Published by Candlewick
Summary: Coinciding with the 50th anniversary of the Apollo 8 mission, this book starts with a look at the history that led up to the first manned flight to the moon. The first chapter explores the space race, John F. Kennedy’s vow to put a man on the moon by the end of the decade, the early Soviet successes, and the tragic deaths of the three Apollo 1 astronauts in a fire. The rest of the book is about Apollo 8 and its crew, commander Frank Borman, Jim Lovell, and Bill Anders, who risked their lives to reach the moon. They succeeded in entering into orbit around the moon, becoming the first humans to view its dark side, then left lunar orbit and returned to Earth. Their TV broadcast from space was watched by millions of people, and and helped generate excitement about the space program. Bill Anders’ iconic photograph of the Earth rising is one of the most famous ever taken. The success of the Apollo 8 mission laid the groundwork for Apollo 11 six months later, when Neil Armstrong and Buzz Aldrin became the first to walk on the moon. Includes a bibliography and index. 176 pages; grades 5-8.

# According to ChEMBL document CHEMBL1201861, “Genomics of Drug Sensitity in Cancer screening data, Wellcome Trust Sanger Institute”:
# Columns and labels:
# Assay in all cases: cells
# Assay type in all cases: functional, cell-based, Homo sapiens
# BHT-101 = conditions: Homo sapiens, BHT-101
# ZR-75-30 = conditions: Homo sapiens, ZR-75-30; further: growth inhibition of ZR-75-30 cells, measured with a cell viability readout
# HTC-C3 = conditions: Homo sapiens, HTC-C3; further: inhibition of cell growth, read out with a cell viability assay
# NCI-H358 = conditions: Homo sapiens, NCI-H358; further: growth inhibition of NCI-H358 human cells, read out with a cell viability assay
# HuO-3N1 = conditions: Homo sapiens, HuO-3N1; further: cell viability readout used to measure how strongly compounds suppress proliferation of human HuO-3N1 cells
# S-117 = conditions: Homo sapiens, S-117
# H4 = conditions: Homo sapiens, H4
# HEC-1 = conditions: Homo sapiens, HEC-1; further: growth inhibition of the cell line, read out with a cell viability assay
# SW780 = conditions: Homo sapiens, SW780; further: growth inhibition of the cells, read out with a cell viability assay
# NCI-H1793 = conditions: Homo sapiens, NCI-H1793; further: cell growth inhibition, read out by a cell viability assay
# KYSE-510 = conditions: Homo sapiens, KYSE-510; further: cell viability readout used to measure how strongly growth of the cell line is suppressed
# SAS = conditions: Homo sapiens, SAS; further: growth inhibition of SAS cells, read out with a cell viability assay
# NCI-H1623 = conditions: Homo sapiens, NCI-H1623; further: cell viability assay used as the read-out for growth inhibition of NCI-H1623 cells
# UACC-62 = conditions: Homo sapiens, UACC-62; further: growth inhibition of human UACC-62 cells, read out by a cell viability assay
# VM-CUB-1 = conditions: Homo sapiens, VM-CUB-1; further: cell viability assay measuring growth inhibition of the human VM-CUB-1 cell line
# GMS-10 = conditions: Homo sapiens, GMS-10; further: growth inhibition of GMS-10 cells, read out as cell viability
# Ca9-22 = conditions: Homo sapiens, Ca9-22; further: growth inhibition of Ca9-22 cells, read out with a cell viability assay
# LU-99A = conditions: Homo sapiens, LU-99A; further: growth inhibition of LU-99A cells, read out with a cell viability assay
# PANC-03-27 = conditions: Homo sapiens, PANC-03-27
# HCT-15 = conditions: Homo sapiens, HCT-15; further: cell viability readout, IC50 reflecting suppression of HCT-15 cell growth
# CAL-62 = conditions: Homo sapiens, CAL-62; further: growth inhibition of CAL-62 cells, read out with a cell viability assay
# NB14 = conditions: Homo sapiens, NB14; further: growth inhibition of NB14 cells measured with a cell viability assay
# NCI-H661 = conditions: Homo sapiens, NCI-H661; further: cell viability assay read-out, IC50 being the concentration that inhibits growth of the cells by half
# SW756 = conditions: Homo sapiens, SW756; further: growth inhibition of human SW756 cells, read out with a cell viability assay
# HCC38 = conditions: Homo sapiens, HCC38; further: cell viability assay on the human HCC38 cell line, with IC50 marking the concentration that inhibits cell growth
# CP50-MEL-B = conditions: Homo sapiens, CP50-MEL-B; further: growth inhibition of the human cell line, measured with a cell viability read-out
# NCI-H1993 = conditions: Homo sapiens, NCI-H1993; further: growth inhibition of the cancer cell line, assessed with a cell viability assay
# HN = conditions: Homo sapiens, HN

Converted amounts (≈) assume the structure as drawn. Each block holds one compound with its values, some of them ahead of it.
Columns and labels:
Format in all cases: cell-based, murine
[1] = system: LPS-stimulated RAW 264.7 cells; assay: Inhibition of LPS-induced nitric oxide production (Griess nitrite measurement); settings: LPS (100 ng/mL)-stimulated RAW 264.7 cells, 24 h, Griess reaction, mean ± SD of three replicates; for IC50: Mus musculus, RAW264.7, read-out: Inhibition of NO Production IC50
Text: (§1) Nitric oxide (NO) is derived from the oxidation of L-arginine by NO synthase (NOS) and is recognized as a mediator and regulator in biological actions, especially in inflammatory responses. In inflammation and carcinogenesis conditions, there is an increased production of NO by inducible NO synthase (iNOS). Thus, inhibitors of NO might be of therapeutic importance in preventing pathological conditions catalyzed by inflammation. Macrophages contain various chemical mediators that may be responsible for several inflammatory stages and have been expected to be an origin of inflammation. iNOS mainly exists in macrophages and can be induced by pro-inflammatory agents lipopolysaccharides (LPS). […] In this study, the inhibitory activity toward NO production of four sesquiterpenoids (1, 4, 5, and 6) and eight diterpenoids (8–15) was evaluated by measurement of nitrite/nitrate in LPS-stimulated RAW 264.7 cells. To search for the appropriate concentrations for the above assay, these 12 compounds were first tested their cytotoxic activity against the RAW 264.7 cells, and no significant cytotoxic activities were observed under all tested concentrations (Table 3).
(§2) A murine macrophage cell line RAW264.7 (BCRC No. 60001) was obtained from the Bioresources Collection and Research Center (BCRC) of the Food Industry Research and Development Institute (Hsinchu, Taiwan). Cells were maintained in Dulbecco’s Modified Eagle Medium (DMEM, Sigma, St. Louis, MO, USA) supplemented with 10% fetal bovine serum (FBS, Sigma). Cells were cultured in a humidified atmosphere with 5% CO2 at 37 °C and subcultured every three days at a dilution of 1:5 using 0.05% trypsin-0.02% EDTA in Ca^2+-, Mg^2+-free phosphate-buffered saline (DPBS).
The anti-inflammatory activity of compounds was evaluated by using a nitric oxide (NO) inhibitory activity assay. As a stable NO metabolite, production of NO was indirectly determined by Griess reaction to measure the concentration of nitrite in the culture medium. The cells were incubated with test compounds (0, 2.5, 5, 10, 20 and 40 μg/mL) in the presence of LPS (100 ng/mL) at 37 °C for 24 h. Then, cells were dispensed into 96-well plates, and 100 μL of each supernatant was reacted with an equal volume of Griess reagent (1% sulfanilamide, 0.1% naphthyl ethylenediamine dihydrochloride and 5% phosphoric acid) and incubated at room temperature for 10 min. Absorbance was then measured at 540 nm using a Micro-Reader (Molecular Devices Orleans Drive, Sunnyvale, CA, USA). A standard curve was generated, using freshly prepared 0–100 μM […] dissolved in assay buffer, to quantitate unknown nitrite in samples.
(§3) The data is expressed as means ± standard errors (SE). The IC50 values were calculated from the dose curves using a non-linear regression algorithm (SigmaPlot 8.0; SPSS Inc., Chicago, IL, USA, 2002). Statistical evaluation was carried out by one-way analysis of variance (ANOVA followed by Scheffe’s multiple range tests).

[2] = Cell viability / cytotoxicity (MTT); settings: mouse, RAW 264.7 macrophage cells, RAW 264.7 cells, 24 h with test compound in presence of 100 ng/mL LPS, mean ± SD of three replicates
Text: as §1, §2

Pros: Packed with exciting details and photos about the space program in general and Apollo 8 in particular, this large glossy book will appeal to aspiring astronauts in late elementary, middle, and high school. The cover design is one of my favorites of the year.
Cons: Every several pages, there were 2-3 pages on a related topic inserted into the text. While these sidebar-type entries were interesting, they interrupted the main narrative in a way that was somewhat jarring.